In case you missed it: signs for CityWalk’s new Italian restaurant, Pranzo Italian Kitchen, went up this week. While that’s no big surprise – Universal announced the new venue last month, after all – what did catch everyone off-guard is that there’s been a name change. Goodbye, Pranzo; hello, Vivo Italian Kitchen.
Vivo is going into the former location of Pastamore’s full-service section, which closed just a few days ago. If you’d like to see more of what’s happening right now at CityWalk, check out Dan’s January 10 Flickr photoset from his Universal tour yesterday (in addition to CityWalk, he also shot over a dozen photos of Diagon Alley, which lost more scaffolding!).
And one last word from Theme Park Insite: in order to prepare for Universal Studios Florida’s big 25th anniversary celebrations next year (which, rumor already holds, will include a tweaking/reworking of the Superstar Parade), the Garden of Allah building, which used to be home to the AT&T at the Movies attraction over a decade ago, will be converted into a Universal Studios museum.
According to the site, expect to see props from nearly every single former Universal Orlando attraction collected there, including Hercules/Xena and, my personal favorite, Nickelodeon Studios. The building is already in the process of being cleaned out, with a new paint job and sign coming sometime later this year or early next.
By the way, did you ever wonder what the heck is the Garden of Allah Villas? Then we highly recommend that you check out OI contributor Dani’s blog post series about the USF backlots, which includes a wonderful explanation of the Garden of Allah Villas and many other of the park’s facades.
Want to ride the Gringotts Bank coaster today?
One of the best rumor posts we’ve written yet can’t actually be found in the Rumor Round-Up section at all. Called the “Complete telling of the Gringotts Bank ride experience at Universal Orlando,” it’s exactly what it sounds like: a complete walk-through of the ride, starting with its elaborate queue and ending on the way to its gift shop, based off of all of the currently-available intel. For nearly every chill and spill of the experience, along with hints at the attractions around the Gringotts show building, be sure to check it out.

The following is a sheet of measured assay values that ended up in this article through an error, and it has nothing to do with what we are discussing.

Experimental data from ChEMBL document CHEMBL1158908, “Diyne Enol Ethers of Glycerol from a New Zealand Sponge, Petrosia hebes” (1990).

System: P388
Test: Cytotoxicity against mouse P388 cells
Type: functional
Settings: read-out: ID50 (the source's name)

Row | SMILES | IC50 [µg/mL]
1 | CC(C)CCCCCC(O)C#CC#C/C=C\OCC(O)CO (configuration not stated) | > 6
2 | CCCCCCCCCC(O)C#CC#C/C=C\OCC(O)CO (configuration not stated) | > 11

And, while you’re at it, check out all the other installments in our Countdown to Diagon Alley series:
NOTE FROM THE EDITOR
The propose of our weekly rumor column is to provide a window into what might be happening by collecting the latest speculation from sources across the internet (which we always link to). We take that speculation and condense it into one weekly post as a service to our readers, so you don’t have to spend hours tracking down all the stories yourself.
We rarely claim to be the source for our stories. In reality, anyone can do what we do: Google “Orlando theme park rumors” and see what the darker corners of the theme park community are chatting about. But we know you don’t have hours of free time to seek out this stuff — plus, Marc is really good at analyzing it — so we do the heavy lifting for you. Overall, this is a simple premise, and we’re happy to have been executing it every week for almost two years (this is our 95th rumor post).